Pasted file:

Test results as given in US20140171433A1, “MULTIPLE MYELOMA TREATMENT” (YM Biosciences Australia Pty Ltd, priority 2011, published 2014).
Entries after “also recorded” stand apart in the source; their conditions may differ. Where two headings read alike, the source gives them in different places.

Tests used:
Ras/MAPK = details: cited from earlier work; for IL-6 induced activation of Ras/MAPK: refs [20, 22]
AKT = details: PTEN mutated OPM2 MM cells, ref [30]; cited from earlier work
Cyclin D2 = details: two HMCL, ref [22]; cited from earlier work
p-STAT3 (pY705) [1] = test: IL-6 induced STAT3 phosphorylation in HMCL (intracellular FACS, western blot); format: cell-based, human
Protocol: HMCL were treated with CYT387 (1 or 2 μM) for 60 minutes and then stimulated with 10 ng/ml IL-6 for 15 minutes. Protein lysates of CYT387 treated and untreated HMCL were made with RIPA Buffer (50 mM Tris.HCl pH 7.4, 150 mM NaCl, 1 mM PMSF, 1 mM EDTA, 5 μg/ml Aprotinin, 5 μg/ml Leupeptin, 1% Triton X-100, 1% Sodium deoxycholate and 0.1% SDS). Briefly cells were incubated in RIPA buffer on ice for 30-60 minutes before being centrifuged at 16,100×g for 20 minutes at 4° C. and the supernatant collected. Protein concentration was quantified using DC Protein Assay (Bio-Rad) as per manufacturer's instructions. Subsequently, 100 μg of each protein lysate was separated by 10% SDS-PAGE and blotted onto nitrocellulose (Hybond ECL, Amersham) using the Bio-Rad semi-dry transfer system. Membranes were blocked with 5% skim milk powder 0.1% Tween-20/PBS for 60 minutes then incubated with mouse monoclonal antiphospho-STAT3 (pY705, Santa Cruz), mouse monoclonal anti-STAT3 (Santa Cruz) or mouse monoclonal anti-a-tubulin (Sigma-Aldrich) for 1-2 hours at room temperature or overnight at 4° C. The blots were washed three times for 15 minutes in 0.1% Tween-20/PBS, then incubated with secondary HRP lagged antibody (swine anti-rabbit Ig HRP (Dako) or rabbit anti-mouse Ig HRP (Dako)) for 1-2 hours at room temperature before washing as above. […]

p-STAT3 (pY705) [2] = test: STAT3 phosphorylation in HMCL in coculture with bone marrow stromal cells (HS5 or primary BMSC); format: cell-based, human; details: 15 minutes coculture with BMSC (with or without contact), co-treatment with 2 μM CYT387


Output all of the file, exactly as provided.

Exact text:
Test results as given in US20140171433A1, “MULTIPLE MYELOMA TREATMENT” (YM Biosciences Australia Pty Ltd, priority 2011, published 2014).
Entries after “also recorded” stand apart in the source; their conditions may differ. Where two headings read alike, the source gives them in different places.

Tests used:
Ras/MAPK = details: cited from earlier work; for IL-6 induced activation of Ras/MAPK: refs [20, 22]
AKT = details: PTEN mutated OPM2 MM cells, ref [30]; cited from earlier work
Cyclin D2 = details: two HMCL, ref [22]; cited from earlier work
p-STAT3 (pY705) [1] = test: IL-6 induced STAT3 phosphorylation in HMCL (intracellular FACS, western blot); format: cell-based, human
Protocol: HMCL were treated with CYT387 (1 or 2 μM) for 60 minutes and then stimulated with 10 ng/ml IL-6 for 15 minutes. Protein lysates of CYT387 treated and untreated HMCL were made with RIPA Buffer (50 mM Tris.HCl pH 7.4, 150 mM NaCl, 1 mM PMSF, 1 mM EDTA, 5 μg/ml Aprotinin, 5 μg/ml Leupeptin, 1% Triton X-100, 1% Sodium deoxycholate and 0.1% SDS). Briefly cells were incubated in RIPA buffer on ice for 30-60 minutes before being centrifuged at 16,100×g for 20 minutes at 4° C. and the supernatant collected. Protein concentration was quantified using DC Protein Assay (Bio-Rad) as per manufacturer's instructions. Subsequently, 100 μg of each protein lysate was separated by 10% SDS-PAGE and blotted onto nitrocellulose (Hybond ECL, Amersham) using the Bio-Rad semi-dry transfer system. Membranes were blocked with 5% skim milk powder 0.1% Tween-20/PBS for 60 minutes then incubated with mouse monoclonal antiphospho-STAT3 (pY705, Santa Cruz), mouse monoclonal anti-STAT3 (Santa Cruz) or mouse monoclonal anti-a-tubulin (Sigma-Aldrich) for 1-2 hours at room temperature or overnight at 4° C. The blots were washed three times for 15 minutes in 0.1% Tween-20/PBS, then incubated with secondary HRP lagged antibody (swine anti-rabbit Ig HRP (Dako) or rabbit anti-mouse Ig HRP (Dako)) for 1-2 hours at room temperature before washing as above. […]

p-STAT3 (pY705) [2] = test: STAT3 phosphorylation in HMCL in coculture with bone marrow stromal cells (HS5 or primary BMSC); format: cell-based, human; details: 15 minutes coculture with BMSC (with or without contact), co-treatment with 2 μM CYT387